The way transgender people are portrayed in news and entertainment matters to trans advocate Alex Schmider. The GLAAD senior strategist for transgender media said only 16 percent of Americans personally know someone who is trans — the rest get their knowledge about the community from media. That’s why the 27-year-old works with network executives and casting directors to ensure transgender characters are represented fairly and accurately.
“When you have someone like Laverne Cox in ‘Orange is the New Black’ and even in ‘Doubt,’ which was unfortunately just canceled — having those people on screen [who] reach audiences — it can’t be understated or underestimated how powerful that is,” Schmider told NBC Out.
Schmider, who is transgender, recalled seeing the movie "Boys Don’t Cry" when he was 12 years old. The story about the brutal 1993 rape and murder of Nebraskan trans man Brandon Teena was the only transgender character Schmider had seen in film. It horrified him.
“If that’s the first person you are able to relate to on screen or otherwise, it’s hard to envision a future for yourself,” Schmider explained.
“We need to highlight the discrimination and the violence that happens so frequently against the trans community,” Schmider continued, “but I’m also super passionate about making sure positive stories are told, because that’s really what I needed as a kid. I needed to see that trans people existed and succeeded and could be in any kind of field that they wanted to be in.”
In the wake of the Pulse Nightclub shooting and the Oakland warehouse fire, Schmider worked with journalists to ensure trans victims were not misgendered in the news.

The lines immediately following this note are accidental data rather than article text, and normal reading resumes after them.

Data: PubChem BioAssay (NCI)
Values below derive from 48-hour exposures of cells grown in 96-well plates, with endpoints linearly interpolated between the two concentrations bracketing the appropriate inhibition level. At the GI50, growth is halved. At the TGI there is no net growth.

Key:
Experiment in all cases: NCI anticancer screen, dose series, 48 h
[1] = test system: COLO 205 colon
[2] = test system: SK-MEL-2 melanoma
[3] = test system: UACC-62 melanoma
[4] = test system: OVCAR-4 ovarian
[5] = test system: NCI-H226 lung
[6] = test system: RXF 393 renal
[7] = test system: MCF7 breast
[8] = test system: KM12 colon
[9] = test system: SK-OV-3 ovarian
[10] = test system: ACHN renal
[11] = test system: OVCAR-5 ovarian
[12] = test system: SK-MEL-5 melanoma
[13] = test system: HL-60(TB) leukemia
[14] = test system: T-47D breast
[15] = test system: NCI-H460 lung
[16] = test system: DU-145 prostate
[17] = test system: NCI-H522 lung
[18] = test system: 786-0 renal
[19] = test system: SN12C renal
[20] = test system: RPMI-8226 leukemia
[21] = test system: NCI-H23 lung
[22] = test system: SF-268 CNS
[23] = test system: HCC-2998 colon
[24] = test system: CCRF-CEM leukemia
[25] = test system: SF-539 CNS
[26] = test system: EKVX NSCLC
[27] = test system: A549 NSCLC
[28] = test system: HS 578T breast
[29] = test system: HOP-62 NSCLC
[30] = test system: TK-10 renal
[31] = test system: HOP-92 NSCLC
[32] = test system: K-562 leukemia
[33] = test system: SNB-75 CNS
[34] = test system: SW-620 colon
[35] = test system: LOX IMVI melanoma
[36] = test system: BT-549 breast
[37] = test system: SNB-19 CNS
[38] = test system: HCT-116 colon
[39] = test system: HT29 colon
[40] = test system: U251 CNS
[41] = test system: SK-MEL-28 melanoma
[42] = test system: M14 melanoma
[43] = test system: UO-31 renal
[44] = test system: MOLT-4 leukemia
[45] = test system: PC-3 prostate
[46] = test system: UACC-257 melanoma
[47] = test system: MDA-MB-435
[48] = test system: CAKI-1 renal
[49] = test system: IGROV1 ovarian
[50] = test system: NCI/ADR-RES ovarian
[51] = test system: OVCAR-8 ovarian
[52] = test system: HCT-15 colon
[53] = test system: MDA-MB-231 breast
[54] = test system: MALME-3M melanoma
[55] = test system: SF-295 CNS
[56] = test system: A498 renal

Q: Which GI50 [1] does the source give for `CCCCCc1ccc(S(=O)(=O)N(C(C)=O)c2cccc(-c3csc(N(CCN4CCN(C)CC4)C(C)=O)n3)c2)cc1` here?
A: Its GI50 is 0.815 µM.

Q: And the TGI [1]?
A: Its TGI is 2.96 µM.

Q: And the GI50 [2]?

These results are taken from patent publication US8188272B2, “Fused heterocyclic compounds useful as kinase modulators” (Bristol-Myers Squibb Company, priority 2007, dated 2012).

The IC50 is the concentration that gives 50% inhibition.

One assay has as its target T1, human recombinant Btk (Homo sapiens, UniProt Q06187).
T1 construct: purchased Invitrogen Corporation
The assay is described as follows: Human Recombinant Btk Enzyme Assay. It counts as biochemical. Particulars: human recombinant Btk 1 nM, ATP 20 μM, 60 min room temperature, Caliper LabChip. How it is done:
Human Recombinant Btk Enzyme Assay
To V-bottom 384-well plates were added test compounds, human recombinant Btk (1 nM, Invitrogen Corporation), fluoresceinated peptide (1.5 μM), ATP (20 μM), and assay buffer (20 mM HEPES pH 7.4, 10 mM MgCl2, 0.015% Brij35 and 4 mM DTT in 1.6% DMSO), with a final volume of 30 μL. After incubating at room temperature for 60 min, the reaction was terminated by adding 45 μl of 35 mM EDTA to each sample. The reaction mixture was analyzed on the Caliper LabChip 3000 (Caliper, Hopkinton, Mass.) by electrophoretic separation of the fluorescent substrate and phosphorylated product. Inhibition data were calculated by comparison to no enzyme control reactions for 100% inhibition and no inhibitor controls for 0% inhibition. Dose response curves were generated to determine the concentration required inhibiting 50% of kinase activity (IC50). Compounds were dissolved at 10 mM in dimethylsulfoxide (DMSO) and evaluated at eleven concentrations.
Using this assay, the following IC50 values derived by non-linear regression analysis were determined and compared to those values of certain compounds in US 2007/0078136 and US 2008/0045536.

“We want to make sure people are respecting people’s identities in life and in death, because we don’t want people’s lives to be erased and their identities to be erased,” Schmider said.
Schmider said violence against transgender people is all too common, and that black transgender women especially are “targeted and killed at astonishingly horrifying rates.” According to the Anti-Violence Project, transgender people of color made up the majority of homicides within the LGBTQ community in 2015. Schmider explained that transphobia comes from a lack of understanding among the general public around what it means to be trans.
“It hasn’t been that trans people have been invisible, it’s that we have been so misrepresented and so inaccurately reflected that people really don’t know us,” he said.
Schmider, who was assigned female at birth, said he didn’t know much about transgender people himself until he heard a lecture on gender dysphoria when he was a sophomore at Tufts University in Massachusetts. He called his mother crying later that day and told her he believed he had it.
“She told me to wash my face and have a drink of water, and that she loves me and we would figure this out together,” Schmider said. With his family’s support, he began his transition that year.
“I think those words and that moment probably had more of an effect on me as a person than maybe any other moment in my life,” he said. “For my entire upbringing I had tried to be the perfect daughter, when I was never going to be the perfect daughter, because I was my mom’s son.”
Prior to joining GLAAD, Schmider got his bearings as the communications coordinator at the Los Angeles LGBT Center, where he worked with homeless LGBTQ teens. He currently volunteers at a summer camp for transgender and gender-nonconforming youth, and said his own experience coming out showed him how important it is for LGBTQ youth to find acceptance.
“The kids that I met there and the young people that I met at the [LGBT] Center and the people that I continue to meet inspire me to want to continue pushing this narrative forward so we can finally be seen,” Schmider concluded.
Alex Schmider was recently selected as one of Forbes 30 Under 30 for Media in 2017.
OutFront is a weekly NBC Out series profiling LGBTQ people who are making a positive difference in the community.